Democratizing Brainwaves over the Internet
Brainwaves to Browsers | An Open Project Spotlight
AJ Keller, CEO and founder of Push the World, is using hardware, software and firmware to push neuroscience forward. His company’s goal is to create a thought recognition headset that makes human-computer interaction effortless. To get closer to that goal, AJ has been working on a project called Brainwaves to Browsers in our current round of Mozilla Open Leaders.
I interviewed AJ to learn more about Brainwaves to Browsers and how you can help.
What is Brainwaves to Browsers?
Brainwaves to Browsers is a multipart project aimed at integrating brainwave-reading devices with internet technologies. We make collecting biosensor data easy, wireless, and reliable. We teamed up with OpenBCI to develop an innovative WiFi shield. A more detailed project description can be found in our most recent blog post.
With this WiFi shield, we’re ushering in a new era of stable and reliable brain computer interfaces. Brainwaves to Browsers is open source hardware (pictured above), community built firmware, and easy to use SDKs that empower researchers, hackers, and makers to transmit data wirelessly. Want to make an Iron Man suit? Use this! Traditionally, EEG/EMG/EKG is done hardwired in a lab, but now you can take research-grade data into the real world.
Why did you start Brainwaves to Browsers?
This project gets us closer to our ultimate goal of creating a thought recognition headset. I started it because, Bluetooth used to be the best method for streaming biosensor data, and it was plagued with problems and limitations. A lot of people using OpenBCI boards needed to send their biosensor data faster, farther, and more reliably than the current hardware allowed, and I believed that WiFi could be the answer. It was also an incredible opportunity to learn how to make printed circuit boards, source parts, and launch a real product.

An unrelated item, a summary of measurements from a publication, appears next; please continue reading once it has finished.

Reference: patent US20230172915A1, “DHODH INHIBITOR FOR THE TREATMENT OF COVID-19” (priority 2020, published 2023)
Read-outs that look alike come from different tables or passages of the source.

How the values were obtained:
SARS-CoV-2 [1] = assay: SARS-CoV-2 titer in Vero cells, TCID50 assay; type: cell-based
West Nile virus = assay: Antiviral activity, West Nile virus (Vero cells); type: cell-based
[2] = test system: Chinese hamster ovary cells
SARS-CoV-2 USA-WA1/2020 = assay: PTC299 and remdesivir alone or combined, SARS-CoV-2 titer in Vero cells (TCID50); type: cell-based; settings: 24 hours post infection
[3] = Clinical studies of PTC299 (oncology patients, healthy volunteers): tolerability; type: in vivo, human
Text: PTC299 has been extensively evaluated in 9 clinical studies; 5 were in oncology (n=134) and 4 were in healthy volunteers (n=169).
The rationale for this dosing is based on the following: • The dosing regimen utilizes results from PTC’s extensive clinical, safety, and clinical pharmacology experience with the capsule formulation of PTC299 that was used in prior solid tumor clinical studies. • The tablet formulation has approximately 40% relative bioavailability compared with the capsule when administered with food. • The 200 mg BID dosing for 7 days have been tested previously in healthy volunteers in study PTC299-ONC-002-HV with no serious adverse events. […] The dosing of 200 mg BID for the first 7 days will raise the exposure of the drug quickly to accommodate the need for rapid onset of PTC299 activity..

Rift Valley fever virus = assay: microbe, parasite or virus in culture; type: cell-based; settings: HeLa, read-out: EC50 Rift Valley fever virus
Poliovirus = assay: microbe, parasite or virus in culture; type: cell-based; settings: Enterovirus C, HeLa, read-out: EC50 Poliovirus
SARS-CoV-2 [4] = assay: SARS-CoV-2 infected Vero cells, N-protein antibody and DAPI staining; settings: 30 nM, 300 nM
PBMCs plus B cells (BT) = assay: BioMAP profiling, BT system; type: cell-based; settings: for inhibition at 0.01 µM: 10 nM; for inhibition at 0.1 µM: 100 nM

What challenges have you faced working on this project?
Sending high speed data over WiFi isn’t painless yet, especially over a local network or hotspot when we’re taking 16 voltage readings up to 1000 times a second! We picked a small and inexpensive WiFi chip to lower costs, and that created RAM contraints. I’m still working with people across the world (from home here in NYC, all the way to California, Germany, and India) to stabilize and improve the firmware. With all these technical challenges, it was initially difficult getting people up to speed or motivated to help me.
What are you most proud of accomplishing during the mentorship program?
Helping developers and hackers from around the world learn how to contribute to open source projects and watching them improve week by week. I’m most proud of creating an online community that’s fostering the growth of the project and the people who use and build it.
How has your project been impacted by Mozilla Open Leaders?
Mozilla Open Leaders taught me how to create great docs. I first tested the new doc style in the OpenBCI WiFi Shield NodeJS Driver for the Brainwaves to Browsers project. I quickly noticed the benefits of my new approach to answering people’s questions when committing to helping them develop professionally in the readme. To keep commits flowing, I continually share the lessons I learned with every repo I managed.
Who can help you continue the work on Brainwaves to Browsers?
You! In any way you can help, we need expertise in programming, user experience, software sustainability, documentation, technical writing, and project management. You can always email firstname.lastname@example.org if you want to ask for guidance on where to dive in!
Our primary goal is to provide a stable and powerful interface for any OpenBCI device, and we’re excited to support the professional development of any and all of our contributors. If you’re looking to learn to code, try out working collaboratively, or translate your skills to the digital domain, we’re here to help.
Is there anything else you’d like to add?
Check out the list of projects that we need help with today! We put the main programming language of each project to help you find a project to contribute to!
- Programming Language: Processing (Java)
- Cross platform application for visualizing, filtering, and storing data from OpenBCI boards
- Lots of commits from community on this repo!
- Programming Language: Arduino (C/C++)
- The Arduino compatible firmware that runs on the WiFi Shield
- People are investing hours and hours into this firmware! It’s awesome!
OpenBCI RFDuino BLE Firmware
- Programming Language: Arduino (C/C++)
- Allows two channels over BLE, avoids having to use a dongle, and opens up the world of using data straight to the browser!
- This needs lot’s of work and my hope is to get it stable through the OpenBCI community.
OpenBCI NodeJS RFDuino BLE Driver
- Allows for testing of RFDuino BLE.
Fast Easy Software Defined Radio Sensors framework
- Programming Language: Python
- Create a stable architecture to transmit data securely point to point using software defined radios. Allowing people to put powerful sensors onto drones such as thermal camera or smoke detectors, securely transferring that data to a base station, and augmenting the drone, drone ship, rover or whatever’s path.